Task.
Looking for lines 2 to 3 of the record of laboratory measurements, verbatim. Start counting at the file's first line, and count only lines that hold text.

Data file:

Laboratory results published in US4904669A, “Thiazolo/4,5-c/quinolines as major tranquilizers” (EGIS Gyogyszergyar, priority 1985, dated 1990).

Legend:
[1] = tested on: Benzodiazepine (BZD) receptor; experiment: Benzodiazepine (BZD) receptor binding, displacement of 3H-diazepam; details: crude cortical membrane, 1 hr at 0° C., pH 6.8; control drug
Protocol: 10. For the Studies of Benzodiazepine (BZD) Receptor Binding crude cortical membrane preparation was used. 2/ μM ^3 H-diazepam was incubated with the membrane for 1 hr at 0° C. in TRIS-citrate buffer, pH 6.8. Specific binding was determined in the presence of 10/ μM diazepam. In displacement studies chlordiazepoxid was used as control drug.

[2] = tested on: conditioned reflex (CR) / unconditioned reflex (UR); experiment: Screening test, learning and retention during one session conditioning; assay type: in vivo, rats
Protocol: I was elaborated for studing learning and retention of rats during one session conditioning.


Legend:
[1] = tested on: Benzodiazepine (BZD) receptor; experiment: Benzodiazepine (BZD) receptor binding, displacement of 3H-diazepam; details: crude cortical membrane, 1 hr at 0° C., pH 6.8; control drug